Stories from a frontier market
By: Federico Bianchi
Potential Energy Summer Research Fellow
Ouagadougou, Burkina Faso
June 10, 2014
“Bon, on y va!” – “Ok, let’s go!” This is what my collaborator tells me on a Wednesday at 2pm. It is my first Wednesday in Ouagadougou and I have been asking for the whole day to leave the office and go “on the field” (“sur le terrain”, people would say here). I am eager to meet the families that live in the outskirts of Burkina Faso’s capital, Ouagadougou and to start interviewing them about their cooking habits.
Some minutes later we leave the office. We jump on a motorbike and find our way through the traffic of the city – hard to imagine something more chaotic and scary, at least the first time you find yourself surrounded by a chaos of cars and motorbikes. Motorbikes, in particular, are everywhere. Cars are a bit less but they are not afraid of almost bumping into other vehicles to find their way. It will take me some more time to get used to this way of driving: today, I am just hoping that we will safely reach our destination.
Against all the odds, we arrive at our destination in only 30 minutes and with limited risks for our safety. We are in the so-called “Non-Loti” now. This is the suburb of the city and it keeps growing at an exponential rate. Unfortunately, it has not yet been connected to the electrical and hydraulic network. Families in this area live in conditions similar to rural zones but men and women can find jobs in the central areas of Ouagadougou.
My collaborator quickly identifies the first family that we can interview. Today we are working on defining a “baseline” of the local population in terms of health and cooking habits. We hope to understand whether our cookstoves could be interesting for these customers and if it could bring a meaningful improvement to their life conditions.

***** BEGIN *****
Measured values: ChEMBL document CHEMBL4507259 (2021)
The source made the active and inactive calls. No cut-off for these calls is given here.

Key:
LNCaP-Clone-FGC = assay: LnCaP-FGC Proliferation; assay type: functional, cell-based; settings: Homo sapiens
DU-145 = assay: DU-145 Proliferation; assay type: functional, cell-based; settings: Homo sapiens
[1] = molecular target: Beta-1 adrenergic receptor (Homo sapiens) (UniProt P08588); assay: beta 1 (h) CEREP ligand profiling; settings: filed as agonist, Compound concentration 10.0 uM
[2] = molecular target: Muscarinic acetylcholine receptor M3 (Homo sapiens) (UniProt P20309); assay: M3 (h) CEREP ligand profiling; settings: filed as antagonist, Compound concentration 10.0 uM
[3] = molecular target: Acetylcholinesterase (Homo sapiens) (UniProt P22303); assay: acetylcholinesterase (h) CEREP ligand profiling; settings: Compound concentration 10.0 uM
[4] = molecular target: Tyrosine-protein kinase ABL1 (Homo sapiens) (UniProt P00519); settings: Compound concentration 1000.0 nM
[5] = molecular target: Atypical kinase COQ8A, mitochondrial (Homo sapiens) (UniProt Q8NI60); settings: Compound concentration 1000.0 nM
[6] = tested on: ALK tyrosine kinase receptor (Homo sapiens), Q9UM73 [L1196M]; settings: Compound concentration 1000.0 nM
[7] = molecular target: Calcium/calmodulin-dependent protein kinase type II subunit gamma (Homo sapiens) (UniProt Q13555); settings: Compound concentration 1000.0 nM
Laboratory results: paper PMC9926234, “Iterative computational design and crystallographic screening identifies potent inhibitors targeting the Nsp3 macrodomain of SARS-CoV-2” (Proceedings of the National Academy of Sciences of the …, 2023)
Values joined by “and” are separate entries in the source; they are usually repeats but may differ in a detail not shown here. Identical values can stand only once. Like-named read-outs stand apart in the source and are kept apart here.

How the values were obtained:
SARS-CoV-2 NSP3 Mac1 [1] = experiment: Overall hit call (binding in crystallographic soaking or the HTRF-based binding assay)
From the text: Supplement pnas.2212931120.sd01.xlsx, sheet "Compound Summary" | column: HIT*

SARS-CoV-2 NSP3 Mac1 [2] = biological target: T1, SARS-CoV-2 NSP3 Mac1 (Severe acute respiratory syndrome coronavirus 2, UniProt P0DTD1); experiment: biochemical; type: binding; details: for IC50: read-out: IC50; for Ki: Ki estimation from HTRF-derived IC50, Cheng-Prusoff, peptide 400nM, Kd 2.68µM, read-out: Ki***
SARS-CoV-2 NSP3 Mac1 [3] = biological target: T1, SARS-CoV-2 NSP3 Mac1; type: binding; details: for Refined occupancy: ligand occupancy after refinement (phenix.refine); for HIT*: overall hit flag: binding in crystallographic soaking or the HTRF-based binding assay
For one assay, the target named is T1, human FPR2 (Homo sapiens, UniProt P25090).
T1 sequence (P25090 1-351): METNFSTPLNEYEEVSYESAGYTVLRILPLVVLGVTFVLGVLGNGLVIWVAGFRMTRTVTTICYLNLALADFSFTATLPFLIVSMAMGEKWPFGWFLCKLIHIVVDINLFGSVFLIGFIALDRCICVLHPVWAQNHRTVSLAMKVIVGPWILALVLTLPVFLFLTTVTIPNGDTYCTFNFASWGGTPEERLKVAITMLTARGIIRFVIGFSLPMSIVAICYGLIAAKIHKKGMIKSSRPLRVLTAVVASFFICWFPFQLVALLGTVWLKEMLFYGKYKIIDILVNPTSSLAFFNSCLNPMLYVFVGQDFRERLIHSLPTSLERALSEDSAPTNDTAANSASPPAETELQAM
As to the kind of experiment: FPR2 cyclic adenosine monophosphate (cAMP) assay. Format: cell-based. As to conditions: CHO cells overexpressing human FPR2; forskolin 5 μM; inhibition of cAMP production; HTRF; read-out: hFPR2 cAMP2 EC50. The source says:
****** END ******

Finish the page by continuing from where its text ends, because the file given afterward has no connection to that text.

I am glad my collaborator is here with me. His name is Hanro and he works for the organization, Entrepreneurs du Monde (EDM). He is part of the “Nafa Naana” project, specialized in selling improved cookstoves and solar lighting devices to families. This organization has been incredibly supportive since I arrived: the fact that I could rely on Hanro for my interviews is only one of the many ways “Nafa Naana” has been helpful over the last days.
Hanro is probably the best person I could have met to get things done. He has experience in interviewing households in the Ouagadougou area and has worked before in the cookstove field. He speaks fluent French and Mooré (the local language). If I had to prepare a wish list for this project in Burkina Faso, meeting somebody like him would have been the top choice.
I follow him while we approach a group of women sitting in a small yard outside a house. The women are talking and laughing but, the moment they see us, they first shut up and then start laughing again: probably they are joking about me. The only word in Mooré they say that I can understand is “Nassarà”, the “White Guy”. Hanro starts answering to their jokes and, in less than 5 minutes, we are ready to start our interview. Some of the women leave the yard and the house owner starts answering our questions.
Hanro facilitating a stove demonstration with Summer Fellow, Federico Bianchi in Burkina Faso.
While Hanro goes through our questionnaire, I walk around the yard and start looking at the house. The yard is approximately a square, 10 meters per side. Two small constructions are located at the opposite corners of the yard; each construction is 3 meters large, 4 meters long and a little less than 4 meters tall. The walls are made of mud bricks while the roof is covered with a corrugated metal sheet and more bricks. The yard is mostly empty; some plastic bottles are piled in a corner.
I hear Hanro and the woman laughing and talking, he is doing a great job completing our questionnaire. I take some time to check the fireplace. The family uses a typical 3-stone fire and cooks in the yard, apart from when it’s raining and they are forced to move inside.
We finish our questionnaire and complete all the household measurement. The family spends a little less than 1 euro a day on food and fuel. They mainly eat rice and “tô”, a local dish made with millet flour. Almost all the members of the family suffer from sicknesses related to smoke exposure.
Hanro and I stand up and thank the woman for her time. Her friends come back and start talking about the “Nassarà” again; some kids come running and smiling, shouting the same word. They want to shake my hands and then run away again.
The first day in the “Non-Loti” around Ouagadougou is over. Hanro and I go back to our motorbike and get ready to come back to the city. I already know tomorrow I will keep asking Hanro again to explore more of this amazing city.